World Traveler: Burton Holmes Part 2

About Burton Holmes the American world traveler, a famous figure who brought back images and movies of never been seen reaches of the world.

BURTON HOLMES (1870-1958). World traveler.

In spite of it all, Holmes considered himself a conventional sightseer. "Let others blaze the trails," he once said, "I'm just a Cook's tourist, a little ahead of the crowds, but not too far."

He was a trifle eccentric. From the Far East he brought a fortune in Buddhas, temple bells, and altar pieces to turn his Manhattan penthouse into a splendiferous oriental shrine. He called it "Nirvana." Visitors would likely as not find their host knocking about Nirvana casually garbed in pith helmet and cape, or Arab burnoose, a Japanese kimono, or Korean yangban. Five years before Pearl Harbor, he sold Nirvana for $2 million to Robert ("Believe It or Not") Ripley. He moved to Hollywood where he made travelogues under contract for MGM and Paramount.

Holmes avoided politics, but was known to hold that return to the gold standard would be the salvation of the Western world. He could also get exercised over Prohibition which he considered an affront to civilized living.

His travelogues always focused on what was pleasant and comfortable, studiously avoiding controversy and the uglier side of foreign lands. He filmed bullfights in Mexico but never showed the kill. He declined to show European scenes during W.W. II, saying: "I don't think my public would be interested. There's too much rubble and misery over there now. I'll wait until it's tourist time again."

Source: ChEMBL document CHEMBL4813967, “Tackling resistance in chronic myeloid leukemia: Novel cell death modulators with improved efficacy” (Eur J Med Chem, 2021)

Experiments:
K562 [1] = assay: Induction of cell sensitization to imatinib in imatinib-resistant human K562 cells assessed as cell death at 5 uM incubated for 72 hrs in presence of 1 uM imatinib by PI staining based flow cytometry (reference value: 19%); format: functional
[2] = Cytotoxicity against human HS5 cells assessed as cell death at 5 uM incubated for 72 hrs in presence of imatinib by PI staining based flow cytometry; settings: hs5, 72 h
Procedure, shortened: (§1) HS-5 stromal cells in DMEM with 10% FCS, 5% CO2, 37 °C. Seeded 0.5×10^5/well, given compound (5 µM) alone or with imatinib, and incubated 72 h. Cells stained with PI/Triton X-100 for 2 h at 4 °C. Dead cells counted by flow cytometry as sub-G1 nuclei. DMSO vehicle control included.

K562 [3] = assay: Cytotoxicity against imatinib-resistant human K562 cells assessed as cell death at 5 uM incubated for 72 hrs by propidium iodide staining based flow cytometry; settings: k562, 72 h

For all his wanderings abroad, he always recommended seeing America 1st, and was particularly enthusiastic about Monticello, West Point, and the pueblo cities of the American Southwest. But when pressed, he would allow that the island of Bali is "one quaint spot where you can really get away from it all." He was less discriminating when choosing a honeymoon retreat. Holmes and his bride went to Atlantic City.

Summing up a lifetime of passenger tickets, steamer trunks, and unfamiliar surroundings he said: "The traveler possesses the world more completely than those who own vast properties. Owners become slaves of what they own. Travelers possess--and pass on to possess in other lands--all that appeals to them, for as long as they like. Then they pass on to fresh fields and let the owners stay behind and pay the taxes."

Advanced age slowed the ubiquitous Holmes, but not much. He continued active travels and lecture tours until he was 78. He was senior adviser to Burton Holmes Travelogues for another 8 years. Two years after full retirement he was dead. His remains were cremated, at his request, and stored in his favorite Siamese urn. Once, while contemplating what lay beyond the grave, Holmes radiated on the potentials for returning with the ultimate travelogue. "How I could pack them in with that one!" he cried.

Before her death in 1968, Margaret Oliver Holmes completed the enormous task of organizing her husband's library. Today the entire Holmes Collection--photographs, films, books, and memorabilia--can be seen at the offices of Burton Holmes, Inc., located at 8853 Sunset Blvd., Hollywood, Calif. The company, under the direction of Robert M. Mallett and Robert R. Hollingsworth, was incorporated in 1954 "to carry on the work Burton Holmes had started--bringing the world to audiences everywhere."

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